In late September, Western Australia’s government-owned electric utility registered an approximate AUD 657 million ($442.8 million) loss – much of it attributed to asset and contract writedowns. However, the utility was quick to blame rooftop PV for eating into its revenues, while fixed costs remained unchanged or increased. Revenues for the utility were down 4.7% for the year, to AUD 2.8 billion.
As part of the Andrews Government’s compromise with solar industry protestors after the initial dog’s breakfast of a Solar Homes program, Solar Victoria has established the Industry and Consumer Reference Group (ICRG).
The renewables investment arm of Octopus Group is seeking to raise up to £250 million ($475 million) through a major initial public offering for investment in onshore wind and solar assets in Europe and Australia. It aims to invest in already operating, in construction and construction-ready assets.
The possibilities presented by hydrogen are the subject of excited discussion across the world – and across Australia’s political divide, notoriously at war over energy policy.
The Sydney-based developer has received credit approval to fund two of its solar projects. The announcement comes only days after Genex resumed trading on the Australian stock exchange in the wake of the Northern Australian Infrastructure Fund’s decision to extend offer of funding for the 250 MW Kidston pumped storage hydro project.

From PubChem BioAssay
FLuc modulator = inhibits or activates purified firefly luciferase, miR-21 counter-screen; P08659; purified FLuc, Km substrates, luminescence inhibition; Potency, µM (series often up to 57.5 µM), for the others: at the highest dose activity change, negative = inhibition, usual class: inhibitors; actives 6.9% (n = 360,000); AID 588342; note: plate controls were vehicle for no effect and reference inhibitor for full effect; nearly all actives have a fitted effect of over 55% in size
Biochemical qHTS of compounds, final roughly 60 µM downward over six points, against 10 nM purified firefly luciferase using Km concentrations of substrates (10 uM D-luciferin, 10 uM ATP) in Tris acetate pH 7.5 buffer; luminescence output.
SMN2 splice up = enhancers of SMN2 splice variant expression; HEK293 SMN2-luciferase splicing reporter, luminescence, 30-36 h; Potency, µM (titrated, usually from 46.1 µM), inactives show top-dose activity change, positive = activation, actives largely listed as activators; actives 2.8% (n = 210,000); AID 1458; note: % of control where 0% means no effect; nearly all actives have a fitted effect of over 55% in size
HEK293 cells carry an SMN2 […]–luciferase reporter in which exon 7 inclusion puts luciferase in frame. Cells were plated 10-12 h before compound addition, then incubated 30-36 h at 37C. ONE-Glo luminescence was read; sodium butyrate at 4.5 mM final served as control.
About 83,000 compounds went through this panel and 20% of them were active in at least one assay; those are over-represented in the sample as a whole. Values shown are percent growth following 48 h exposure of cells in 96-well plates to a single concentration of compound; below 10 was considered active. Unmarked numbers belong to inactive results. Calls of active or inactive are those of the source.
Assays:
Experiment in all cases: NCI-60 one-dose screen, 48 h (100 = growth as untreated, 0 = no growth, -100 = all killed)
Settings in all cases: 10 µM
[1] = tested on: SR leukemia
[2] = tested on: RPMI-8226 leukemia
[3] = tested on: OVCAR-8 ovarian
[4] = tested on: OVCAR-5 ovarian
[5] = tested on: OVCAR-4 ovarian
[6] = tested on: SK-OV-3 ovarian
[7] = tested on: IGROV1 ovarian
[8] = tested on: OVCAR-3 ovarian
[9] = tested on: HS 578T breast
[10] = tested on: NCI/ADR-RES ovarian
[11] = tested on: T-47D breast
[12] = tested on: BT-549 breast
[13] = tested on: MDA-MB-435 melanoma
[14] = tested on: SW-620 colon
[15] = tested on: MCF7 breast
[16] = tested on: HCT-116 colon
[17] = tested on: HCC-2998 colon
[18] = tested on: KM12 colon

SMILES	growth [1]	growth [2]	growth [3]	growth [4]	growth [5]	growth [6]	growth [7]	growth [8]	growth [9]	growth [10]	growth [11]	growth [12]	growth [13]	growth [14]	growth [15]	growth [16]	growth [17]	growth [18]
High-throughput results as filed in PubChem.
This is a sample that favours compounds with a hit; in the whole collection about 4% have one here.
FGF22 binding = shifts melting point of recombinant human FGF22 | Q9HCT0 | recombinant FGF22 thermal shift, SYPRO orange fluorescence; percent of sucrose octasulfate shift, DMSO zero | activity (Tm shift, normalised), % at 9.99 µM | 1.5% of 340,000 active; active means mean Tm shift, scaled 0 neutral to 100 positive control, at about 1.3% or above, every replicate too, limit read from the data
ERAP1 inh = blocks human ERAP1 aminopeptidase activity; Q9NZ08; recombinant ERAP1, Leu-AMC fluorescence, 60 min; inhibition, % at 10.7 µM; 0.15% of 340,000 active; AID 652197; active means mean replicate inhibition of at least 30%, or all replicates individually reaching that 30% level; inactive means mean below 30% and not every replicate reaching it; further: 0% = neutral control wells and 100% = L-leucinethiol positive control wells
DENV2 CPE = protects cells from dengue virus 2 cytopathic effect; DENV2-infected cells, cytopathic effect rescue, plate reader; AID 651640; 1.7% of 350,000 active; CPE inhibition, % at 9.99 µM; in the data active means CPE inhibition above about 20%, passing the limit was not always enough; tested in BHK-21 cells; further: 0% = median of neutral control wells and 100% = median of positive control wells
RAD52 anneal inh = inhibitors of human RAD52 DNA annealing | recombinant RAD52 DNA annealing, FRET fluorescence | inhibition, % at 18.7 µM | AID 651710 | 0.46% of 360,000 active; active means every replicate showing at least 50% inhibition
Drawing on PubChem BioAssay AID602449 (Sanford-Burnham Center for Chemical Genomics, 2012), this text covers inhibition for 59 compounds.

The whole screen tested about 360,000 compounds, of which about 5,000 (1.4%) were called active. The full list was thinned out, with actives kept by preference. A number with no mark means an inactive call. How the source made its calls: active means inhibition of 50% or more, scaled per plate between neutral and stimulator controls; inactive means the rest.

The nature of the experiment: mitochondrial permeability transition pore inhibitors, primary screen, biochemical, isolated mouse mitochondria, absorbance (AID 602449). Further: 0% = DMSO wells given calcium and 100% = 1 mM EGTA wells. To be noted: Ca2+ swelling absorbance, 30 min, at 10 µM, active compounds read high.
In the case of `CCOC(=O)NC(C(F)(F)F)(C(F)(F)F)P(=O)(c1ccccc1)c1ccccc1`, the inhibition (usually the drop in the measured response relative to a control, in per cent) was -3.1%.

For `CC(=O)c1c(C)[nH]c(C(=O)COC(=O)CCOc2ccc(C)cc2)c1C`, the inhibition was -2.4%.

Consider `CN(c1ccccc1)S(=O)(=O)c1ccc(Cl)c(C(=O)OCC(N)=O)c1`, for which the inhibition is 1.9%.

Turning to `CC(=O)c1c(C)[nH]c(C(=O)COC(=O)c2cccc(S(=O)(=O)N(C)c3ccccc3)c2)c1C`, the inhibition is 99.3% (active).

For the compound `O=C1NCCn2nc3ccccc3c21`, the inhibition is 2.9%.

There’s no shortage of action in the New South Wales renewable-energy scene, with some 19.4 GW of large-scale renewable energy projects approved or progressing through the planning system, and around 2.5 GW of grid-scale solar under construction. Plus there’s 2 GW of generation and 175 hours of storage planned for the pumped-hydro project known as Snowy 2.0 – and that’s just what’s happening at the big end of town.
The Clean Energy Council (CEC) is pushing for the COAG Energy Council to address the dramatic slowdown in investment in large-scale renewable energy when it meets this Friday, 22 November. The CEC believes the slowdown is the industry’s highest priority.
The California-based energy technology company has integrated with GreenSync’s Decentralized Energy Exchange (deX), making it possible for its customers to get more value out of their distributed energy assets and help the grid manage the challenges associated with the rapid penetration of intermittent renewables.
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